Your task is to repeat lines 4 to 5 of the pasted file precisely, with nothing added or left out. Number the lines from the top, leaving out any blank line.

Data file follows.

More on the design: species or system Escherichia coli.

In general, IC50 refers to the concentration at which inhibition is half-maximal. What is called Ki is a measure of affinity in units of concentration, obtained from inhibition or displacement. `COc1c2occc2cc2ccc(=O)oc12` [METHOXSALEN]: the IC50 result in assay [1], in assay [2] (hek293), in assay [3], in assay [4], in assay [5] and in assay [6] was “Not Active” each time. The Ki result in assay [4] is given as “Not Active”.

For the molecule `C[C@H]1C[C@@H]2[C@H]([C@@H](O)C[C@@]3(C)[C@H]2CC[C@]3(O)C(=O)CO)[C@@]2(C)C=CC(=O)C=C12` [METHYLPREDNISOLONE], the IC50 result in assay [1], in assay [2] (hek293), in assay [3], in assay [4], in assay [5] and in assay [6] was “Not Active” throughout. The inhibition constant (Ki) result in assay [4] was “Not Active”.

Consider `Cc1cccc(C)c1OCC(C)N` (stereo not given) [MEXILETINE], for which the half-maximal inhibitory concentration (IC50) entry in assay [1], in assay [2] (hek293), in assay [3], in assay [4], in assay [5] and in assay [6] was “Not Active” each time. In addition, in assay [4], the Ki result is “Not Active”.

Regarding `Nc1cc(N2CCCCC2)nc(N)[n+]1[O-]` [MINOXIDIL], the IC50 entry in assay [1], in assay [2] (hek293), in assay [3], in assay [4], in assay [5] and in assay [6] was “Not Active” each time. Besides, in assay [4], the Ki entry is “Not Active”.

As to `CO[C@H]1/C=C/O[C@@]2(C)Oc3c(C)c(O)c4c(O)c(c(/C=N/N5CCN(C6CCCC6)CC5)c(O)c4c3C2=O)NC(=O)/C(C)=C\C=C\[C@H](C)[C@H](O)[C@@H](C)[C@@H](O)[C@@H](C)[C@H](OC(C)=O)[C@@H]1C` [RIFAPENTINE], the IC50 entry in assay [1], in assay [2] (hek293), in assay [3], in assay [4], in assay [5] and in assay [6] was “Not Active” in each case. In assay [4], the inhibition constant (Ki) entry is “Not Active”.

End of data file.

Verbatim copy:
Consider `Cc1cccc(C)c1OCC(C)N` (stereo not given) [MEXILETINE], for which the half-maximal inhibitory concentration (IC50) entry in assay [1], in assay [2] (hek293), in assay [3], in assay [4], in assay [5] and in assay [6] was “Not Active” each time. In addition, in assay [4], the Ki result is “Not Active”.

Regarding `Nc1cc(N2CCCCC2)nc(N)[n+]1[O-]` [MINOXIDIL], the IC50 entry in assay [1], in assay [2] (hek293), in assay [3], in assay [4], in assay [5] and in assay [6] was “Not Active” each time. Besides, in assay [4], the Ki entry is “Not Active”.